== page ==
Plus, through the College First program, a score of 50 or better on the Armed Services Vocational Aptitude Battery (ASVAB) test allows Guard members to stay in school for two years without being deployed. This is "one of our biggest selling points," Carter said.

Other reasons for joining vary but can include "service to country" or "family tradition," he said. The advanced job training also attracts a lot of people.

Robert Dixon of Bassett said he was motivated to join the Army National Guard's Active First program in November by "the money and good career."�

Dixon said the benefits of enlisting include health care for his family, "a good enlistment bonus, education. ... They offer you a good job and career," he said, adding he plans to work as a lightweight mechanic.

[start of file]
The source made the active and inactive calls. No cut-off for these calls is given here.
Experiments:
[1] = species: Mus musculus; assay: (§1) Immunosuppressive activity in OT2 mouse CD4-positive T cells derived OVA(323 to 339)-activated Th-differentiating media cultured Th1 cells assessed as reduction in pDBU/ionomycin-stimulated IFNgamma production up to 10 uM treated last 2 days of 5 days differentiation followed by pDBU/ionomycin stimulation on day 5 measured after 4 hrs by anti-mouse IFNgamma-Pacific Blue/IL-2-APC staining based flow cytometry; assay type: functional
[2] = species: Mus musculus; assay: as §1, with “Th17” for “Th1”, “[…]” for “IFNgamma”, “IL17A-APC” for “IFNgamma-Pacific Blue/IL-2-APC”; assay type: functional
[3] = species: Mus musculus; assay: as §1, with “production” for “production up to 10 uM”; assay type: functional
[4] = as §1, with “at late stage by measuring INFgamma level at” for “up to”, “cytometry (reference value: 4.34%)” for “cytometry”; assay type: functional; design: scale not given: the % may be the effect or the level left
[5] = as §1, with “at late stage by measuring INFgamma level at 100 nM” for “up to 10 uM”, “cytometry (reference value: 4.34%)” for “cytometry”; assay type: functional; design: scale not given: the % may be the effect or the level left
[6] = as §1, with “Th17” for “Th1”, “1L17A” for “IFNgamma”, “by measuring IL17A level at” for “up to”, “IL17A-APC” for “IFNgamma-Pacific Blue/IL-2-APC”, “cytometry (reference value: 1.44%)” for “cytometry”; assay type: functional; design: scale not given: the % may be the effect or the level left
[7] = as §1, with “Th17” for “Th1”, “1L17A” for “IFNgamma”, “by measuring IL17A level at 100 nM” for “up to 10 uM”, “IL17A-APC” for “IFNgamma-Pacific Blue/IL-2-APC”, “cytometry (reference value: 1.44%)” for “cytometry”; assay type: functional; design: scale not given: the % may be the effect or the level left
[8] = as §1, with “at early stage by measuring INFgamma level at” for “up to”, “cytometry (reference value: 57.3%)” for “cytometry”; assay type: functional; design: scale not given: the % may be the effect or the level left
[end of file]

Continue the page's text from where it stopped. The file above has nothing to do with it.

After completing basic training, Active First recruits serve a set period of time as full-time, active duty soldiers and then transfer back to the Guard for the rest of their enlistment. Normally, service in the National Guard and other reserve forces requires a part-time commitment of one weekend a month and two weeks in the summer.

This "can help you if you want to stay close to home," Carter said. The Guard "takes care of this country, as well as abroad," so there are many job opportunities nearby, he said.

The reserves usually attract students, Carter said, whereas active duty appeals to those in the working world who are "ready for a change ... a chance to travel and a lot of adventure."�

Several Bassett High School seniors who have enlisted in the military gave various reasons, from wanting to serve their country to the promise of job security and benefits. They all agreed, however, that the progress of the war did not influence their choice, and they would have joined regardless of the situation overseas.

One student, Heather Perry, chose a career in the Marine Corps because "I never wanted anything else," she said. "There's pride that comes with Marines that you can't get anywhere else."�

Perry said her father was a Marine, "but that didn't have anything to do with my decision."�